7

In April 1981, the FBI began its investigation of possible fraud related to SSI's bankruptcy. In the course of its investigation, the FBI executed a search warrant on the warehouse space rented by Moore and discovered a large quantity of stereo and video equipment in its original SSI packaging.

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8

Sometime during the course of the various pending federal investigations, Murray contacted Sannes to warn him not to cooperate in the FBI's investigation of Moore and the tax evasion investigation against Murray. Unbeknownst to Murray, Sannes was carrying a concealed tape recorder. During the initial conversation, Murray instructed Sannes not to speak to the FBI about the removal of the goods from the SSI warehouse. Murray also informed Sannes that he, Murray, had a source at the United States Attorney's Office who would tell him the names of any witnesses against him and that he had paid $10,000 to a reputed "Mafia" attorney for the names of people "that do the things necessary to make the witnesses not witnesses." One week later, Murray met with Sannes, accused Sannes of cooperating with the FBI, and threatened to have Sannes "blown away" if Sannes testified against Murray.

9

Pursuant to its investigation of Murray for income tax evasion, the FBI executed a search warrant for the business records located at Murray's Squaw Valley, California home. During the search, the agents seized Murray's financial records, as well as a large quantity of stereo equipment contained in boxes displaying the SSI name. The agents telephoned the prosecuting attorney to verify that the merchandise was evidence relevant to the bankruptcy fraud investigation.

DISCUSSION

10

I. Suppression of the Stereo Equipment Seized From Murray's Home.

11

Murray challenges the district court's refusal to suppress the stereo equipment found in the basement of his home and seized by IRS agents during the course of a lawful search. The Government contends that the stereo equipment was inadvertently discovered and seizable as evidence of criminal conduct found in plain view.

12

In the course of a legal search, officers may make a warrantless seizure of objects inadvertently found in plain view, if it is "immediately apparent to the police that they have evidence before them." Coolidge v. New Hampshire, 403 U.S. 443, 466, 91 S.Ct. 2022, 2038, 29 L.Ed.2d 564 (1971); United States v. Hillyard, 677 F.2d 1336, 1341 (9th Cir.1982); United States v. Wright, 667 F.2d 793, 797 (9th Cir.1982). Application of the "plain view" doctrine was recently addressed by the Supreme Court in Texas v. Brown, 460 U.S. 730, 103 S.Ct. 1535, 75 L.Ed.2d 502, (1983). The Court reaffirmed its statement in Payton v. New York, 445 U.S. 573, 587, 100 S.Ct. 1371, 1380, 63 L.Ed.2d 639 (1980), that "[t]he seizure of property in plain view involves no invasion of privacy and is presumptively reasonable, assuming that there is probable cause to associate the property with criminal activity." Texas v. Brown, 103 S.Ct. at 1540 (emphasis in original). The Court stated that probable cause merely requires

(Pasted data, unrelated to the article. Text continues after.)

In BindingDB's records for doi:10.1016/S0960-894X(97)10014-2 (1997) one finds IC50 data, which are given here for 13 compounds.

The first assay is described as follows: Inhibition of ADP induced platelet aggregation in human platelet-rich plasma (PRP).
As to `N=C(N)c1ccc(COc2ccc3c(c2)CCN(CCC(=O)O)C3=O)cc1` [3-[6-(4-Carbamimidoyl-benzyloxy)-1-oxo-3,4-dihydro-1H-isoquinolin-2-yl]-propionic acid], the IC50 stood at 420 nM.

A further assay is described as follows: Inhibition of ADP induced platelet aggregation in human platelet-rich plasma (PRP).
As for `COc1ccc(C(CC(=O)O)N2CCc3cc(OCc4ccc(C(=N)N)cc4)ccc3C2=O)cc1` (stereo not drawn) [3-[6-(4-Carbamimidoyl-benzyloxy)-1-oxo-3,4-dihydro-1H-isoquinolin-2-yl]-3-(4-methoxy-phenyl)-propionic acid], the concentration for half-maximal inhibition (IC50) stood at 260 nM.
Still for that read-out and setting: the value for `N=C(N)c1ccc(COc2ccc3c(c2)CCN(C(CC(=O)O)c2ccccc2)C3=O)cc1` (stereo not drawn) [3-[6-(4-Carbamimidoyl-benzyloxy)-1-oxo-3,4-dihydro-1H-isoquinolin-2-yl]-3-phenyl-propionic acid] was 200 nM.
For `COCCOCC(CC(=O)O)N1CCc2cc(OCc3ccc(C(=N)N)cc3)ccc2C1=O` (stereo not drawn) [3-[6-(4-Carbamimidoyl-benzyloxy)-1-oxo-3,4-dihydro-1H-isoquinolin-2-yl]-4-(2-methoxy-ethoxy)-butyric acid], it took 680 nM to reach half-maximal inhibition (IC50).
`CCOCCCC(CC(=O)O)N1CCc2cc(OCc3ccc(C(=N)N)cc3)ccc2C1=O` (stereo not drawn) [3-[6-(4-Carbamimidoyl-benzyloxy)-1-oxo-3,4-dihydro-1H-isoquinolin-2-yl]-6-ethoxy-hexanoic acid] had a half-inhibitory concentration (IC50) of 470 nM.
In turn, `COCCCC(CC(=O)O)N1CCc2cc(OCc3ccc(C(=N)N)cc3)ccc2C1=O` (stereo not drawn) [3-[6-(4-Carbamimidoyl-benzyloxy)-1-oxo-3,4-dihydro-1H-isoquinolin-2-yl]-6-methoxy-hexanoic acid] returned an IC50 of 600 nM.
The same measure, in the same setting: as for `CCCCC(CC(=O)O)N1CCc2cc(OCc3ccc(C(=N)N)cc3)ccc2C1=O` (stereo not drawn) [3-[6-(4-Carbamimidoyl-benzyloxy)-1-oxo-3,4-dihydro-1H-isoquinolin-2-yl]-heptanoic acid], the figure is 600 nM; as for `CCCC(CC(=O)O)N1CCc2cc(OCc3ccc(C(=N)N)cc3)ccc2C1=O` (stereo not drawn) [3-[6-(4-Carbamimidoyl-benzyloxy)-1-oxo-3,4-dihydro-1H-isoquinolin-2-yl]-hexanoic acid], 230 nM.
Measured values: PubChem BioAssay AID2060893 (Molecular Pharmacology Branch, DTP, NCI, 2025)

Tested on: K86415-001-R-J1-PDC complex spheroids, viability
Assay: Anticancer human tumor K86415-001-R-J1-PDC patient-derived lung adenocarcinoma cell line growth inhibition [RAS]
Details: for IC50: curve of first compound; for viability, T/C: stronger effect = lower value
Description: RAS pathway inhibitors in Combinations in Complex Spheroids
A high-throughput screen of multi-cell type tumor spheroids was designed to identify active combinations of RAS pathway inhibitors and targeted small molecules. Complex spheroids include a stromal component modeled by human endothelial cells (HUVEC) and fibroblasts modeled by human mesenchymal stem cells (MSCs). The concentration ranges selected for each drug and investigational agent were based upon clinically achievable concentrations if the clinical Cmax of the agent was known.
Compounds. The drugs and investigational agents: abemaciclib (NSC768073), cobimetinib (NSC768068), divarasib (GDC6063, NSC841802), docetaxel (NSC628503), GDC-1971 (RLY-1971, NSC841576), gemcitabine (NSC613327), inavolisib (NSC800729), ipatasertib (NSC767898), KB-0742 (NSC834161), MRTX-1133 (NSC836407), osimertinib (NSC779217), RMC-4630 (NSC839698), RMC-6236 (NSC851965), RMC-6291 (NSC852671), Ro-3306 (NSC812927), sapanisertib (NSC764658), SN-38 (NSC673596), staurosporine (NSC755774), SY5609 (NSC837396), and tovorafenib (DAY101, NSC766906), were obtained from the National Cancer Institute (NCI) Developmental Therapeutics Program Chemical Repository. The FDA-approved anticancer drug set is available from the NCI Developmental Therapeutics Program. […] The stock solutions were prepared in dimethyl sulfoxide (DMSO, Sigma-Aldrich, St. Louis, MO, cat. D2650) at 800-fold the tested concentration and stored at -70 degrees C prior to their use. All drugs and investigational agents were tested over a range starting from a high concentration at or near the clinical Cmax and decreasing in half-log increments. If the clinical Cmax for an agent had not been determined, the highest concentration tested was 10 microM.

13

that the facts available to the officer would "warrant a man of reasonable caution in the belief," that certain items may be contraband or stolen property or useful as evidence of a crime; it does not demand any showing that such a belief be correct or more likely true than false. A "practical, nontechnical" probability that incriminating evidence is involved is all that is required.

14

(Citations omitted.) Texas v. Brown, 103 S.Ct. at 1543.1 Under the standard of Brown, the agent who had knowledge of the FBI's investigation of the SSI bankruptcy fraud and who recognized the SSI marking on the boxes, had probable cause to believe that the merchandise might be evidence of a crime committed by Murray. His subsequent actions, designed to confirm his belief, do not affect the legality of the initial seizure. Murray's motion to suppress was properly refused.

15

II. Use of Murray's 1966 Felony Conviction For Impeachment Purposes.

16

Murray was convicted in 1966 for receiving stolen property. At trial, the district court allowed this evidence for impeachment purposes pursuant to Fed.R.Evid. 609(b), which states that convictions more than ten years old are inadmissible impeachment evidence "unless the court determines, in the interests of justice, that the probative value of the conviction supported by specific facts and circumstances substantially outweighs its prejudicial effect." An erroneous evidentiary ruling will be reversed if a defendant shows that a substantial right has been affected. Fed.R.Evid. 103; United States v. Portillo, 699 F.2d 461, 464 (9th Cir.1982).

17